Learning a Romance language on a romantic vacation can broaden your appreciation of your travel destination. France, Italy, Spain, Brazil and the rest of Latin America – just the thought of these places makes me sigh in recollection of good times and endearing and friendly people. It’s quite appropriate that this collection of French, Italian, Spanish and Portuguese (as well as a few other languages) that branched off from Latin, are called the Romance languages. The destination of those countries can be very much romantic when you are with the right people and in the right places. But what really makes a difference is when you speak that local language while traveling there. And at this time of the year, no doubt many of you have made a New Year’s Resolution to try to learn at least one of them. Well, after learning to speak all of the Romance languages fluently, I’d like to help you learn a Romance language for your next romantic vacation, too.
The great news: There is no starting from scratch
If you think you are starting from zero on this quest to speak one of these languages, it’s time for me to wake you up to the truth! You have a huge headstart, especially compared to what you would have to do to take on languages in Asia, when your starting point is English. You see, in 1066 the Normans conquered England and for many generations (all the way up to the Tudor family) the royalty and noblemen of the country would speak Anglo-Norman, which is a precursor to French. In the mean time, the poorer commonfolk would continue with ye olde English, which would have actually been mutually intelligible with German and almost indistinguishable from Dutch.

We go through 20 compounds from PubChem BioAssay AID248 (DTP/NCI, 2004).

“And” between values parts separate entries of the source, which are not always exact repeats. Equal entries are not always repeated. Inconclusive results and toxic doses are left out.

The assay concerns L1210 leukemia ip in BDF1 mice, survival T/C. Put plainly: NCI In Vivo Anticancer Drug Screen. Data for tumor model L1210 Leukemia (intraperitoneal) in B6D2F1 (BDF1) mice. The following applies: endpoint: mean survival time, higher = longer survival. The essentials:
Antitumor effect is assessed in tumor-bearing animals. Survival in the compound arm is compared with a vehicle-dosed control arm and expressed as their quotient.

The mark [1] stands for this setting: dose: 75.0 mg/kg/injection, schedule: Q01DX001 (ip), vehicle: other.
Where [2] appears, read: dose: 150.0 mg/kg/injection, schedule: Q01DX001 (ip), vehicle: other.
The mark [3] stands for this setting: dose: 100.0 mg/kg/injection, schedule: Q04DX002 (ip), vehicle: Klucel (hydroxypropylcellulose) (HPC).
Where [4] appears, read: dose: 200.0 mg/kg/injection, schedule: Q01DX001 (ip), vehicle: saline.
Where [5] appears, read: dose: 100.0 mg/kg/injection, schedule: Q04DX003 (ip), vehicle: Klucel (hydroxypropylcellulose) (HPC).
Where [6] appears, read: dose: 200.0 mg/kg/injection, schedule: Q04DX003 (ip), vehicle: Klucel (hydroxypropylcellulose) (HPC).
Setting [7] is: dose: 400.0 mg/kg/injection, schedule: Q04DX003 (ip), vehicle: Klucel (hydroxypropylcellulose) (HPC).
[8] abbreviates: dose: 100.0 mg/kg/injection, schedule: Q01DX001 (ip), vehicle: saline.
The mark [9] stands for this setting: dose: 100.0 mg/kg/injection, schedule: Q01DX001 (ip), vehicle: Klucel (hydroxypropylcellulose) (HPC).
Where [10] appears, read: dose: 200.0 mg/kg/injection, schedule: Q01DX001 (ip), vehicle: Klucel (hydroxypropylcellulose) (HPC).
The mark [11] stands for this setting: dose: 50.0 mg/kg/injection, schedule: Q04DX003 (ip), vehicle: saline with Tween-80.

With time, the two strata of societies and their languages started to merge, and even though French-Norman rule was removed, a permanent mark was left on our language. The influences from French stem into expressions, vocabulary and grammar and make learning this and other romance languages so much easier.
For example, if someone were to knock on your door, you could say “come in”, which is actually the Germanic term – in German itself it isn’t far off, with einkommen. But if you wanted to be more formal (or more pompous), you could say enter! In French entrer; in Spanish, entrar and in Italian entrare all convey this meaning of “coming in.” Rather than give someone a piece of your mind, you could try to be more formal and share your opinion – a word which is the same or only a tiny bit different in the Romance languages. You can also give them your point of view, which isn’t far from French’s point de vue.